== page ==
To reassure the population despite the pessimism surrounding the 10th anniversary of independence, President Kiir promised peace, prosperity and social stability in a year in which the independence celebrations have once again been canceled, following their suspension in 2020 for the pandemic and the lack of public funds in previous years.
“I guarantee you that I will not return you to war. Let us all work together to recover from the last decade and put our country on the path of development,” promised the leader of one of the poorest countries in the world in a televised speech to the nation.
A piece of work that political scientists point to is not making much progress. With the truce of 2018, the creation of a new Parliament and a unified national Army was promised, objectives that remain stagnant.
Extreme poverty and dependence on humanitarian aid
In South Sudan more than eight million people are in need of humanitarian assistance. In addition, the latest UNICEF report indicates that two out of every three children in the country depend on these aid to survive. The estimate of the future of minors for this year is not encouraging: around 1.4 million children could suffer from acute malnutrition, the highest number since 2013.
In the last decade, the poverty rate has increased by 31% as a result of the war, although the United Nations indicates that more people need help today than during the armed conflict.
Abraham Awoulich, an economics professor at Yuba University, told EFE news agency that this phenomenon is due to the lack of “adequate planning” by the government and to “political instability together with the corruption of the political elite.”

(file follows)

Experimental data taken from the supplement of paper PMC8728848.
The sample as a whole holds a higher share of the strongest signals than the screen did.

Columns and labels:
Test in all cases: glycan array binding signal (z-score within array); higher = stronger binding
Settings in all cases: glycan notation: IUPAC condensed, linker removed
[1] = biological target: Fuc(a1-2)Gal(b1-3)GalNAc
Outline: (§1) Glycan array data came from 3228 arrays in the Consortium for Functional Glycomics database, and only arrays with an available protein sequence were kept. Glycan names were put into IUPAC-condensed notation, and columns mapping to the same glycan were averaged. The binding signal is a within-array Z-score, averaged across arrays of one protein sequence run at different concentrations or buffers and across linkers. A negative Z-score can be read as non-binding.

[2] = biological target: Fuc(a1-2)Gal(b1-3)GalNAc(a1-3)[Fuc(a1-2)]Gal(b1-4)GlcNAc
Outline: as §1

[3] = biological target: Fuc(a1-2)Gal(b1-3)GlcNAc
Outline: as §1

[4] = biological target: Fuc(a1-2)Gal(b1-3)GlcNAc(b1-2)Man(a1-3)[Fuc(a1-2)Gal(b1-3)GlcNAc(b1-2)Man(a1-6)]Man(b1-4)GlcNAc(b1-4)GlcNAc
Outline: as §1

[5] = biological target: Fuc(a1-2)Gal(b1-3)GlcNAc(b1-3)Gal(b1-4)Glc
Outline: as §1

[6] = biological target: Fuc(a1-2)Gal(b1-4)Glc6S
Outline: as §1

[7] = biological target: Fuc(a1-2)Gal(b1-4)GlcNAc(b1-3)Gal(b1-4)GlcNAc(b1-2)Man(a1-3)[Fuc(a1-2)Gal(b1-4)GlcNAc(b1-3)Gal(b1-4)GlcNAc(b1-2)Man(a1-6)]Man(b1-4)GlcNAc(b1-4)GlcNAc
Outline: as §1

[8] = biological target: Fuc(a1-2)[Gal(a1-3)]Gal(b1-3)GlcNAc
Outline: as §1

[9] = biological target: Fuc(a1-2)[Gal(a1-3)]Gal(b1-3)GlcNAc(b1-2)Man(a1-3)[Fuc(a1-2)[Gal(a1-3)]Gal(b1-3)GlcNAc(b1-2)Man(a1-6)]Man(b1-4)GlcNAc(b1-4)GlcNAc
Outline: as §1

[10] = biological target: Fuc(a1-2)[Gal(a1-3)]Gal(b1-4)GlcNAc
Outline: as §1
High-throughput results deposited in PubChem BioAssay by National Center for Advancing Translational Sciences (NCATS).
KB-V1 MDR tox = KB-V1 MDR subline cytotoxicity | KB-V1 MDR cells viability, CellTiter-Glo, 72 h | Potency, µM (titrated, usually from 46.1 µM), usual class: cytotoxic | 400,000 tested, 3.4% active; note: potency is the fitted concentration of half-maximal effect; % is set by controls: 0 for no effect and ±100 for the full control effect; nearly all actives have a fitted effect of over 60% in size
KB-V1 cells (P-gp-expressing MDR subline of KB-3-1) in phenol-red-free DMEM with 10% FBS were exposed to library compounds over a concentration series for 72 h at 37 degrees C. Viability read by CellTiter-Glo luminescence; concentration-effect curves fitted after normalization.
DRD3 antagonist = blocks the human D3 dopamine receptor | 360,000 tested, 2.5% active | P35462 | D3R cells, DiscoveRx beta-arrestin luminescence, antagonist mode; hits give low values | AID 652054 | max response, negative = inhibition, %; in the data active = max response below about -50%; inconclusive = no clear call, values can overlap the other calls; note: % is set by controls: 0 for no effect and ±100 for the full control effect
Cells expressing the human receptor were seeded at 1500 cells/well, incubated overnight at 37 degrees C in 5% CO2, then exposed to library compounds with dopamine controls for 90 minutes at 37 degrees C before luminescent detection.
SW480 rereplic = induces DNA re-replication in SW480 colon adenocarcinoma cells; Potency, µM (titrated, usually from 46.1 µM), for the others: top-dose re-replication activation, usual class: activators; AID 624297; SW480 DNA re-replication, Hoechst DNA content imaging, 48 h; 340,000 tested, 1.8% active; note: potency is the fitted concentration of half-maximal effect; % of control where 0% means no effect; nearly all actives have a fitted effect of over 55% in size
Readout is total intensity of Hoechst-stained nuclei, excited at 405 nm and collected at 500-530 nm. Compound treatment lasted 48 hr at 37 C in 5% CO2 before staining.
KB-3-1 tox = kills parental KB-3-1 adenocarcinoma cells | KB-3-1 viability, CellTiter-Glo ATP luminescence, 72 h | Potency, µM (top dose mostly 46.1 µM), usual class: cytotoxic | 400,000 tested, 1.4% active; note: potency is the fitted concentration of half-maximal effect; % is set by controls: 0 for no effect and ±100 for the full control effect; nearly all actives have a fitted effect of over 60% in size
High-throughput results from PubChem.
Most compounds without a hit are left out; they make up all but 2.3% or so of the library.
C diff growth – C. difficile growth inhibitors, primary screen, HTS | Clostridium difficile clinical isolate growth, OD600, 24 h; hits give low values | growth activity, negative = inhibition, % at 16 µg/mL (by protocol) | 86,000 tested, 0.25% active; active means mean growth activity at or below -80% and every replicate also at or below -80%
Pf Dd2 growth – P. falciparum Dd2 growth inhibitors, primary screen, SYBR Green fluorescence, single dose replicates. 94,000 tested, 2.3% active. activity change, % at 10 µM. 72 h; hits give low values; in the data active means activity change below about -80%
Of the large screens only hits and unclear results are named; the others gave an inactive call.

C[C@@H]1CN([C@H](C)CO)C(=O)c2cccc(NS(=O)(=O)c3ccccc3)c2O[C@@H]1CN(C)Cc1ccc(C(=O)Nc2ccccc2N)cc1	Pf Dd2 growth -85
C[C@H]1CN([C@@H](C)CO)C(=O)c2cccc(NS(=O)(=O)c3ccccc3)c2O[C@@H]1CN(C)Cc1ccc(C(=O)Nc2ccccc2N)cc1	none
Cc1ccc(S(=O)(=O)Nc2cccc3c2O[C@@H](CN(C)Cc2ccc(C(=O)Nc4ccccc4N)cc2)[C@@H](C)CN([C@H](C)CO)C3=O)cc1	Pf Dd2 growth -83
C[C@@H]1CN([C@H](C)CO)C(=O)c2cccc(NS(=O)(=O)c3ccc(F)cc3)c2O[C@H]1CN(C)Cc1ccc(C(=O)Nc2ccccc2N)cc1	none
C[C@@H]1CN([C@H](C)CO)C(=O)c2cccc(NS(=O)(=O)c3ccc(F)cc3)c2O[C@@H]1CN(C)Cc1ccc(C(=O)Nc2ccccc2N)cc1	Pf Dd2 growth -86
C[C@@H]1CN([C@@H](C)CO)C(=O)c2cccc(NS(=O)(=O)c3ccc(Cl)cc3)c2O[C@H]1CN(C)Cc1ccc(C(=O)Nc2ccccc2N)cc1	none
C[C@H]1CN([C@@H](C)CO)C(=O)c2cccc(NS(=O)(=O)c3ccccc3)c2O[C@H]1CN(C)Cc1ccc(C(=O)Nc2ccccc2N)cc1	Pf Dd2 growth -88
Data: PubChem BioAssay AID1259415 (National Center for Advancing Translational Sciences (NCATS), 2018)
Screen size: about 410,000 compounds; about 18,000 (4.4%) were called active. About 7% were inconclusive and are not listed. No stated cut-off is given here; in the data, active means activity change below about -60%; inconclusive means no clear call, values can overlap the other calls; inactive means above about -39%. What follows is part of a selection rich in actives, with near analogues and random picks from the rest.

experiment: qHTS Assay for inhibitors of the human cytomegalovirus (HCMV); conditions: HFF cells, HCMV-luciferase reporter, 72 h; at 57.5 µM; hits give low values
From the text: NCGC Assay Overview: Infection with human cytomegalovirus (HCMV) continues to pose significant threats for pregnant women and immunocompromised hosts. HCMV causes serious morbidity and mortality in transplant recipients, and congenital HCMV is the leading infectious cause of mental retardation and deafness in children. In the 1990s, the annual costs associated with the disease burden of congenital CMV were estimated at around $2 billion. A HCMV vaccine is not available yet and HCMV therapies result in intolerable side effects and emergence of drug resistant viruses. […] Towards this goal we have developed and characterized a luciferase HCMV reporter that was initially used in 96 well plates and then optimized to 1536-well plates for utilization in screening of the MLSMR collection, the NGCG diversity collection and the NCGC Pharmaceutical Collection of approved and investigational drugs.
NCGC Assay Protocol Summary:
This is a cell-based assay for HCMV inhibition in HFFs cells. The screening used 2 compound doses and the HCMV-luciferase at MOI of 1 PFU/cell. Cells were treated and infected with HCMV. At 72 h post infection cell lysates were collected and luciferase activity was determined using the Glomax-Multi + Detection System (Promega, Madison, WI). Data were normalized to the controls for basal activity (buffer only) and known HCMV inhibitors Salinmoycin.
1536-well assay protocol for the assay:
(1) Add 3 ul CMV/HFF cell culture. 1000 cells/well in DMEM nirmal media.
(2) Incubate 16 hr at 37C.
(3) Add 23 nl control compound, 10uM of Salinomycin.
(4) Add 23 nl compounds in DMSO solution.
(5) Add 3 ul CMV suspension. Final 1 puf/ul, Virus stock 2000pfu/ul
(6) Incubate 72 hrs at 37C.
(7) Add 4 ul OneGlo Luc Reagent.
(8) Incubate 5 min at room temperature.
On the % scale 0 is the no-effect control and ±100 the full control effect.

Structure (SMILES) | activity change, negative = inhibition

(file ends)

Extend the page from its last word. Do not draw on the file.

Furthermore, social and political instability have been aggravated by a series of extreme weather events, favored by climate change. So citizens have had to face floods, droughts and even a plague of locusts, factors that have increased famine in the country.
“The first ten years of the history of this young country have witnessed much suffering,” the United Kingdom, Norway and the United States expressed in a joint statement.
According to the Health program of the International Committee of the Red Cross (ICRC), 95% of the country’s medical services are supported by international organizations, as health personnel are in short supply. All in a nation where malaria and other diseases such as polio continue to wreak havoc and many people have to walk for days to be treated.
In the midst of this deep political, social and economic crisis, the elections scheduled for next year were postponed to 2023 pending a more stable outlook.
Despite the critical situation in the African country, some remain hopeful and urge the people to do the same.
“It is never too late to invigorate the peace process, making humanitarian aid more effective and creating the conditions for development activities to have a broader and greater impact,” said Matthew Hollingworth, WFP Director at the country.
After more than four decades of pain and war, South Sudan’s path to peace has not yet come to an end.
With Reuters, EFE and local media